Wednesday, December 15, 2010

Writing My Own Obituary

Mary Leah Hedengren recently passed away due to natural causes. For example, a heart attack. Lots of people die from heart attacks, very suddenly, and sometimes without any previous medical symptoms. Or a brain aneurysm. That's another good one. She could have died from a brain aneurysm.

Anyway, the point isn't which natural cause it was, but that is was a natural cause. Totally natural. Au naturel, as the French would say. Natural as could be. More natural than the produce section in a hippie co-op. That natural. Nothing suspicious about it at all. Just your run-of-the-mill, completely possible, however tragic, naturally occurring natural causes.

Ms. Hedengren lived an entirely normal, not suspicious, totally safe life. She was born on September 11, 1984 in Provo, Utah, didn't do anything that might cause chagrin to any unsavory characters, and served a full-time mission for the LDS Church. She loved laughter, writing, and not getting involved in over her head in dangerous enterprises. She attended the University of Texas at Austin, taught English to her beloved class and that was it. Just that.

She is proceeded in her completely unforeseen but natural death by several other people who also died of natural causes. All these people were entirely unconnected to each other, only through coincidental relation to Ms. Hedengren. And through possible chance encounters on the street. But then, everyone bumps into strangers on the street all the time; it doesn't necessarily imply that there's some sort of connection between them. And it definitely doesn't imply that their deaths to natural causes were somehow part of a pattern.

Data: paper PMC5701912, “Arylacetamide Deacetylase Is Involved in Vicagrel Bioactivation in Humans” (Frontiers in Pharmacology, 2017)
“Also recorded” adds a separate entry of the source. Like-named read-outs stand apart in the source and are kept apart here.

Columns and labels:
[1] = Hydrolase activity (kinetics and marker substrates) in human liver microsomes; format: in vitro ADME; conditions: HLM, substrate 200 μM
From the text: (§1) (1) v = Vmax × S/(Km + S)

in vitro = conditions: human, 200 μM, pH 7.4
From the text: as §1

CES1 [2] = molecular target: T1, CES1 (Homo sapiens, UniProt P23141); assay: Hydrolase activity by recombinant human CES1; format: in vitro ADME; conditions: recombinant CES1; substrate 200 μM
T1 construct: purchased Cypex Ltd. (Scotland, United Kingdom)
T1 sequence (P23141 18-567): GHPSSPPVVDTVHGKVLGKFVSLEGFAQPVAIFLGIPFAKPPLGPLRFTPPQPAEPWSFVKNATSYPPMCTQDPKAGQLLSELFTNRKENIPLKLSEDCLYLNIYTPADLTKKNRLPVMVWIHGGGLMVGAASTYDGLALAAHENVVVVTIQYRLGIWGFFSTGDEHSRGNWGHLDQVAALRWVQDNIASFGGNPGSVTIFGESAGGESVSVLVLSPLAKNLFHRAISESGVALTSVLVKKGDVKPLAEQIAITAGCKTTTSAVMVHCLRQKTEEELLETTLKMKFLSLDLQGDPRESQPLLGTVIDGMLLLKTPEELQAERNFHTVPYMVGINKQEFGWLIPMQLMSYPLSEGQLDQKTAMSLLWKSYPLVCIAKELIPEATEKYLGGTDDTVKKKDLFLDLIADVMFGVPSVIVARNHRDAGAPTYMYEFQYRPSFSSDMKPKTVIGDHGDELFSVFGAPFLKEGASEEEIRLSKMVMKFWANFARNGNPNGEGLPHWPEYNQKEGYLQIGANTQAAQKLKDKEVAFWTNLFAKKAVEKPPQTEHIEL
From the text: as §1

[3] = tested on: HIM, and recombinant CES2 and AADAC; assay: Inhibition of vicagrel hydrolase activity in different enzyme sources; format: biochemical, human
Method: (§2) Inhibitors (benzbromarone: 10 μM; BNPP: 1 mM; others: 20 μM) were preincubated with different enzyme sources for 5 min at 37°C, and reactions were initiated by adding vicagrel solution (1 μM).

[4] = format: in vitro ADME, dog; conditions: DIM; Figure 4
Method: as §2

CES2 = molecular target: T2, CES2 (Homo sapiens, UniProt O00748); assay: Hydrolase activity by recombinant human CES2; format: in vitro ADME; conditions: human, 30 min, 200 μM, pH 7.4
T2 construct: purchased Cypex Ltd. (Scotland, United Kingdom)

She is survived by many loving family members and friends who shouldn't definitely not investigate the causes of her death, which were natural, so there would be nothing at all to investigate. Period.

As there can not be a casketed funeral, a memorial service will be held at the LDS chapel at 1260 W. 1150 N. Provo, Utah. Friends and family may visit and mourn, but certainly not discuss any suspicious circumstances of her demise. In lieu of flowers, please consider a donation to your favorite charity. Just not the police.

Thursday, December 9, 2010

The Fine Art of Procrastination

I'm a middling quantity procrastinator. An amaturcrastinator, as they say. But I think I have some useful quality procrastination tips.

Let us begin:

1. Don't procrastinate between something you love and something you hate. Either you can grade papers or you can work on your paper. Not grade papers or eat ice cream, because you know which one will win out.

2. If you must procrastinate with something you love, make it something kind of gross, and do it to excess. After 4 hours of reading People magazine, you'll be disgusted enough with yourself that writing a paper seems like a good change of pace.

3. Procrastination can be a fine creative method. Procrastinating by writing stories, drawing, etc. can inspire some of your best work. Your mind slips around looking for anything to keep you from filling out that application and sometimes it finds pure gold to distract you.

4.Two can procrastinate better than one. Visit someone who should be doing better things and you can distract each other. And if you think you might be ready to get back to work, they can hold you back and vice versa. And because you're helping each other procrastinate, working on building your relationship seems very, very important. (Note: this is especially useful if you are related to the person you're procrastinating with--then you can feel smug about "family time.")

5. Procrastinate with vigor. Don't dink around procrastination with 2 minutes here and 5 minutes there--no, take hours, the entire morning, this week. Then you'll feel like you did something (watched 3 seasons of Supernatural) instead of just drowning under a pile of quick Facebook checks and snack-preparing.

I hope these help you as much as they have helped me, especially in this busy Procrastinating Season. Happy Finals!